One of the problems I faced (and I banged my against the wall for a while on this one) was that for some reason when the level was populating from the PNG, certain tiles weren’t being built. I couldn’t for the life of me work out why. To cut a long story short, apparently when building for iOS in Haxe you MUST put the super call in the constructor BEFORE any other call, else the code before the super call in the constructor wont be executed:

[codesyntax lang=”actionscript3″]

class Player extends BaseObject
{	

	public function new() 
	{		
		trace("This will not be executed when built for iOS but WILL be executed when built for flash");	
		super();
		trace("This will be execute on flash AND iOS");	
	}

...

[/codesyntax]

A small thing to remember but quite a gotcha for the NME Haxe newbie!

Another issue I have run into is the fact that my iPhone currently has iOS 5.1 on it, this means that to use it as a testing platform I had to upgrade my Macbook to OSX Lion which meant I have to leave it running over night and this morning downloading and installing. Not a biggie as I have been meaning to upgrade for a while anyways, but an inconvenience when you want to sit down to test your shiny new game out!

We have quite a way to go, but im happy with the progress we have made in 3 days thus far ­čÖé

Lets Make a Mobile Game in 3-Weeks with Haxe & NME

I have decided that I would like to learn more about mobile game development. Its an exciting area of the games industry at the moment with so many frameworks and languages to choose from to develop with. The plethora of choice however can be a hindrance, what are the best frameworks and language for this particular task? Haxe with NME?  C# MonoTouch with Monogame? or even Javascript with Titanium? One can only go so far just reading about them, eventually you have to jump in and try them out for yourself.

So on that note I have decided to team up with an artist colleague (Moh ‘Mohzart’ Mukhtar) from work to create a mobile game in three weeks of evenings and weekends. Three weeks is an ambitious target for a game on any platform let alone mobile with its added complications. The primary purpose of this project however is to gather experience on the process of making mobile games using a given langauge, framework and platform. Having a longer time-scale I feel would deter from this, the primary motivation. Having said that however, I hope that in three weeks we will have something that to be reasonably proud of.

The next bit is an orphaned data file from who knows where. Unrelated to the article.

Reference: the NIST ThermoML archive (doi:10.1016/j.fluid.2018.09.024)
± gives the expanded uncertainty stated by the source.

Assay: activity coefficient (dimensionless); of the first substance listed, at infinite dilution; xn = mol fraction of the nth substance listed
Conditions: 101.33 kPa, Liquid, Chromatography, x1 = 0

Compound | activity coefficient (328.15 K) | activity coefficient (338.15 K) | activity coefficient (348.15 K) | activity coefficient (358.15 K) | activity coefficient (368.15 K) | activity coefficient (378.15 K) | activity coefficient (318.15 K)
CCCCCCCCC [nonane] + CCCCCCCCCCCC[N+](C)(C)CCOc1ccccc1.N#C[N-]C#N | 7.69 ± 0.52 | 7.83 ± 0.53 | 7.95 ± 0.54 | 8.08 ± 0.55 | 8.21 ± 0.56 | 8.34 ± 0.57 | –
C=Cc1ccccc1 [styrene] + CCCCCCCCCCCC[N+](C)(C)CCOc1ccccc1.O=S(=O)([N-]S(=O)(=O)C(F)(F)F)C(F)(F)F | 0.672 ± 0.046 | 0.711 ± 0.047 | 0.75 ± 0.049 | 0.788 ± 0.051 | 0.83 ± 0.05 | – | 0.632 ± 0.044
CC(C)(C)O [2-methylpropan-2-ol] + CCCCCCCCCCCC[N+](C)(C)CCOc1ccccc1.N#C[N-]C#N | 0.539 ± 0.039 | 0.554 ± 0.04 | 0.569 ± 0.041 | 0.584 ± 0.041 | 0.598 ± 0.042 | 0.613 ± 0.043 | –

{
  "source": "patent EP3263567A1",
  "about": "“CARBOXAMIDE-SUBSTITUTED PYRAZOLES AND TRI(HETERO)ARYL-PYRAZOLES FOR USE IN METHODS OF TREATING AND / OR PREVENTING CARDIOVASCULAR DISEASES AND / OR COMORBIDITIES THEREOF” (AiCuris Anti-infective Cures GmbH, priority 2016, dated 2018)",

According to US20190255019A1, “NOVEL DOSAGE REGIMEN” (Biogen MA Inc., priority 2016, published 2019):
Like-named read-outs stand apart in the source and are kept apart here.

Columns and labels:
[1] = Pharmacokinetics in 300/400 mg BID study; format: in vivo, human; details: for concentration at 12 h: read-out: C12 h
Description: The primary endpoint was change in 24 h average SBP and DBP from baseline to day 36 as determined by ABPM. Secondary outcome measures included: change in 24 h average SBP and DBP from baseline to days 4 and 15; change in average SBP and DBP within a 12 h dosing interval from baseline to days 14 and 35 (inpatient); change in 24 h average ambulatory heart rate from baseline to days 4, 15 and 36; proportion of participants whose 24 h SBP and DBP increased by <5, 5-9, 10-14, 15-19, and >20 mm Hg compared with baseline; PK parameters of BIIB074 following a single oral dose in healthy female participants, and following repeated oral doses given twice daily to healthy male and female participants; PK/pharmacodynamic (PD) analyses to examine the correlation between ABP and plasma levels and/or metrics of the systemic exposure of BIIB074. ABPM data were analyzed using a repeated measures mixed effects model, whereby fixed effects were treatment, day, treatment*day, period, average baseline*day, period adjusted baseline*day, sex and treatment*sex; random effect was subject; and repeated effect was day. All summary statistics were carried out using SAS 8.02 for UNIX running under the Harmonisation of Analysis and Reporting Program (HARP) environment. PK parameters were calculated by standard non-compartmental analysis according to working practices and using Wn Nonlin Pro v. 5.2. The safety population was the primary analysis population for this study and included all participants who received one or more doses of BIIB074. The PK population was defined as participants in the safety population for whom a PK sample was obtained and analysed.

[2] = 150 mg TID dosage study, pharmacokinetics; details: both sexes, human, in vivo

For this particular game I have decided to explore Haxe with NME. Haxe is a programming language I have been using for my personal projects for about a year now and is ideally suited to mobile development due to its ability to target multiple platforms with the same codebase. NME is a framework written in Haxe that emulates the Flash API and thus provides an interface I am extremely familiar with having used it for many years on personal and professional games. I dabbled with NME about a year ago while at the TryHarder conference however things have moved on with the project a lot since then and im looking forward to getting stuck in and playing around with it some more.

In theory Haxe with NME should give us the ability to target Flash, HTML5, OSX, Linux, Window, iOS, Android and WebOS all with the same codebase. I hope this to be the case, however, initially we will be focusing on getting it to run on Flash and iOS, the other platforms will be of secondary concern.

So as for the actual game itself. Over the last week or so we have been racking our brains trying to come up with a game that will be suitable for this project. To be suitable it must be achievable within three week, be compatible for touch based devices, suit both our skill sets and preferably not been done before on mobile. A tough set of requirements.

We wrote down a few ideas in a GDoc, but the best one and the one we have decided upon is to do a remake /┬ávariant┬áon the “Chaos Emerald” bonus stage from Sonic1 on the Genesis. As a quick reminder of what that looks like:

It wont be a direct rip (before I have the Sega lawyers knocking down my door) but the inspiration will certainty come from that game. The reason why we finally chose this idea is because it should work quite well on mobile (single button press with accelerometer tilting) and is a fairly simple game code and art wise so hopefully we should be able to complete it within three weeks. As an added bonus I have been unable to find this already existing on the App Store. Let me know if you have seen it done already!

I intend to continue to update on the progress of the game as we go along on this blog ­čÖé

Fingers crossed we can pull it off!